But of course, the newspapers were more concerned with taking the opposite view. The Daily Express – the headline – “Flaming Morons“. Which says to you: these people don’t deserve to be treated well; they don’t deserve to be regarded as human beings. And all through that whole week of rioting… the narrative was all about that. It was all about criminality. It’s all about not being able to explain, about not being able to understand. As if this came all out of the blue and surprised us.

This has been building for four or five years. And the only people who appear to be surprised about it are journalists and politicians. So we have this situation where the government now is allowed to move the dialogue on and suddenly blame gangs. And the newspapers are rushing to report this, and agree with it.

In every time of economic turmoil, where poverty is building, there have been riots over the years. There has also been the instinctive urge to blame gangs. It goes back to the 1870s and the 1880s and the High Rip [gang] in Liverpool. So they [gangs] are easy targets.

And what it does: you don’t need to get beyond the surface, you can just point fingers. And this is what’s disappointed me from the newspapers especially in the last few weeks.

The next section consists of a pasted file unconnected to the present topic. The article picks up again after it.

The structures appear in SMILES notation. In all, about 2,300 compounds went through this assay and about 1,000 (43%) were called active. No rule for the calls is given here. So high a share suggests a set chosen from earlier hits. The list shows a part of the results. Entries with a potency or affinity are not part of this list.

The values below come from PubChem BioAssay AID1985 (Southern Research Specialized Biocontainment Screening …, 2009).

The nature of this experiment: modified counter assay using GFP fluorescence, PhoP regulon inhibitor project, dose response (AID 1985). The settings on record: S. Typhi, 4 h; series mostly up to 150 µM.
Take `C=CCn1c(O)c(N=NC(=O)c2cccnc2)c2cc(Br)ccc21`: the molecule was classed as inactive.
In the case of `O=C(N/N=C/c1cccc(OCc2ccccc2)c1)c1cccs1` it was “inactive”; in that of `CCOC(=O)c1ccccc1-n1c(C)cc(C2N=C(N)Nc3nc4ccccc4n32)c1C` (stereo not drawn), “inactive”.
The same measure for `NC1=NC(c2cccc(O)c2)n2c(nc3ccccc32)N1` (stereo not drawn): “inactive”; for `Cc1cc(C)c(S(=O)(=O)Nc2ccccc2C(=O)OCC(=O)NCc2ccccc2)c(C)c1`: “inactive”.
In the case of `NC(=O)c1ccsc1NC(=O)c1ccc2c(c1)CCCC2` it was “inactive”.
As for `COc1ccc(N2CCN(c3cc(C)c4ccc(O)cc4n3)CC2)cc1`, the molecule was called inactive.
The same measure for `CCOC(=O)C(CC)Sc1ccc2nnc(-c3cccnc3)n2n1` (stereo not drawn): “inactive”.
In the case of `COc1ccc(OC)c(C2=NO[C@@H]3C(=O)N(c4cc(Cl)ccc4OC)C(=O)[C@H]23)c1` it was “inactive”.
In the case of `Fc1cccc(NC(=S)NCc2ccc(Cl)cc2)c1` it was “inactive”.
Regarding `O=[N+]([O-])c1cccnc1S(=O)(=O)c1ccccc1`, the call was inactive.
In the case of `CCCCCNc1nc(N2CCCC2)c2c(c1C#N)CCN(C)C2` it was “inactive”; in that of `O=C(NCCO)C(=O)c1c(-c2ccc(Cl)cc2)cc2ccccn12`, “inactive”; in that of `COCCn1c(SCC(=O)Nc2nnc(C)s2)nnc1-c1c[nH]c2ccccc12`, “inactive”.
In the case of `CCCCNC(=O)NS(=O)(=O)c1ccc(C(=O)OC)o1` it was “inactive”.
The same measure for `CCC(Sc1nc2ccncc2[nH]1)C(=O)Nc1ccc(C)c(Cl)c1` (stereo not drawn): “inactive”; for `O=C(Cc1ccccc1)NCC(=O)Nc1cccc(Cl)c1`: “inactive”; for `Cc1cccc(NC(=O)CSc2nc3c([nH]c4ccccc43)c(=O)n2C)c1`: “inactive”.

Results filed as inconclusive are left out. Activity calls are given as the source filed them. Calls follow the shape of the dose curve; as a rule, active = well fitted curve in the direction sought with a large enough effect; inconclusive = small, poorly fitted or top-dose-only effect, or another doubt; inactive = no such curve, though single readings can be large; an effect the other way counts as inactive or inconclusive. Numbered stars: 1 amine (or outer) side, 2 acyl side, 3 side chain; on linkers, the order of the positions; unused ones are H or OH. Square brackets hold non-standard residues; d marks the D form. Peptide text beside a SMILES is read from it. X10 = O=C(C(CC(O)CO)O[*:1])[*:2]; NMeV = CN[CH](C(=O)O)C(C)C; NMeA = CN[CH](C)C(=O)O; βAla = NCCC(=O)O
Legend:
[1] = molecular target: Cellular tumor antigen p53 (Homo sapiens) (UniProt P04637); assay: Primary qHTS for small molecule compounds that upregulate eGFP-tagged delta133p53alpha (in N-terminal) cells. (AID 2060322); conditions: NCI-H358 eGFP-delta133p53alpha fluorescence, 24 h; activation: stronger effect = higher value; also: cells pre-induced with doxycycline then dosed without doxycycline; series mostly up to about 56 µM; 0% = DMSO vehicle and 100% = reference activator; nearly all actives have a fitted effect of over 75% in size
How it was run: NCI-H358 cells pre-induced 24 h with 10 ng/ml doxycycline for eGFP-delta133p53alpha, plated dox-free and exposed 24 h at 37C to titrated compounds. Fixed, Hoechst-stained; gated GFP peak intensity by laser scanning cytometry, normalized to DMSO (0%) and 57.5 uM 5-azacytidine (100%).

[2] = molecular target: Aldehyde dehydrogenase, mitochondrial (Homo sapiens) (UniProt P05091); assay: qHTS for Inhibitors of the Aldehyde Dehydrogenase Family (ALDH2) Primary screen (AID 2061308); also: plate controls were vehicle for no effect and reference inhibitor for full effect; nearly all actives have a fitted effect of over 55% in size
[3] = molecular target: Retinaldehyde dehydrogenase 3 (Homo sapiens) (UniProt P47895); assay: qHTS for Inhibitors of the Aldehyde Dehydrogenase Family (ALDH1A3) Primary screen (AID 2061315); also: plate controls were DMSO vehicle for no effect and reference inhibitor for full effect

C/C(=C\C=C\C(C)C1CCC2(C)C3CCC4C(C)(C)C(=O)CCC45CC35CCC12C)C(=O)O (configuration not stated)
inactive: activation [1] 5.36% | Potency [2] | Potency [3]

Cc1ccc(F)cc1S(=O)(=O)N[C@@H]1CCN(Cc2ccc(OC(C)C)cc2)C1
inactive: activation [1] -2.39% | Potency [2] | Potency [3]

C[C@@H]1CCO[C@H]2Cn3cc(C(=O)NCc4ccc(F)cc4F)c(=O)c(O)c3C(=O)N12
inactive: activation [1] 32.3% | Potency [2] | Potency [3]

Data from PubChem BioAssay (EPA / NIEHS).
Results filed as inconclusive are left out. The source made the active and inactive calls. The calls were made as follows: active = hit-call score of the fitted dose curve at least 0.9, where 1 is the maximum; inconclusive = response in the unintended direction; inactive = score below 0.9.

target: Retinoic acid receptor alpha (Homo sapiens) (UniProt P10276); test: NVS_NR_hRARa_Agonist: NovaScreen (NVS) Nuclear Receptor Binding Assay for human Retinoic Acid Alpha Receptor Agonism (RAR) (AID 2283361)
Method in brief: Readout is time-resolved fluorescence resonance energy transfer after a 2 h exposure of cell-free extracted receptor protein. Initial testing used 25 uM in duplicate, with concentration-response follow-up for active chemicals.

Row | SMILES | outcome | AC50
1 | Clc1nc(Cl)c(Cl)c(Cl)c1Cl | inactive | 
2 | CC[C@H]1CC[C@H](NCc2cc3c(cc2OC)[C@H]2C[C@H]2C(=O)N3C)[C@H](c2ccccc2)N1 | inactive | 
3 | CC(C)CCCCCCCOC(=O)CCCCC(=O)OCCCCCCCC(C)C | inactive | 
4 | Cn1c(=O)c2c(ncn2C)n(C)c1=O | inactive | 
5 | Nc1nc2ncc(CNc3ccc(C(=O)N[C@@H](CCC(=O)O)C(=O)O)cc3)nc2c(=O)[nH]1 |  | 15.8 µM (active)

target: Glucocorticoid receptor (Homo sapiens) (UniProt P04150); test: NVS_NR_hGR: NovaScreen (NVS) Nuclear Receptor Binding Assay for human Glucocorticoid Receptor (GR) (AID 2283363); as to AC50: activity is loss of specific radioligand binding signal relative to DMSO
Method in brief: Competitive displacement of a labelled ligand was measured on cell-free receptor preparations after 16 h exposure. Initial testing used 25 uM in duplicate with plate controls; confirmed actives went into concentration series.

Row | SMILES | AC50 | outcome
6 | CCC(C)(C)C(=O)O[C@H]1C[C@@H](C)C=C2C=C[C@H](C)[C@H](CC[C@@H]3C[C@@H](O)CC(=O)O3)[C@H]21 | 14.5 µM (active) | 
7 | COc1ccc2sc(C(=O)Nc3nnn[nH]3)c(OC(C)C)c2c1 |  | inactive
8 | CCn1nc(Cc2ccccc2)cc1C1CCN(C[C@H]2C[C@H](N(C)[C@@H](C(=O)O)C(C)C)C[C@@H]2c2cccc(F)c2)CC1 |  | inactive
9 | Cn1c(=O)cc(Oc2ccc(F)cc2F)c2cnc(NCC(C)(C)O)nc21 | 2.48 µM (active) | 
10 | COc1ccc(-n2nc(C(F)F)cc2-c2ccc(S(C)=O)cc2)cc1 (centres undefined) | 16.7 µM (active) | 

I can understand the superficiality of television. But you know, I can’t understand that newspapers, where you’ve got time, you’ve got the chance to talk to people, the anonymity that’s guaranteed in print, that no one’s gone out to talk to the people who were doing this, who were out there.

… Sky News ran a piece with four kids, where they discussed the reason that they rioted. And they were very articulate about it. They talked about how they had attempted to fit in to normal society, but had been turned back at every turn. You know, it’s easy to understand. But again, that piece was undermined by the payoff, which talked about criminal behaviour. If this was about criminal behaviour, if this was about violence, if this was just about feral kids running out of control, we’d see it every weekend.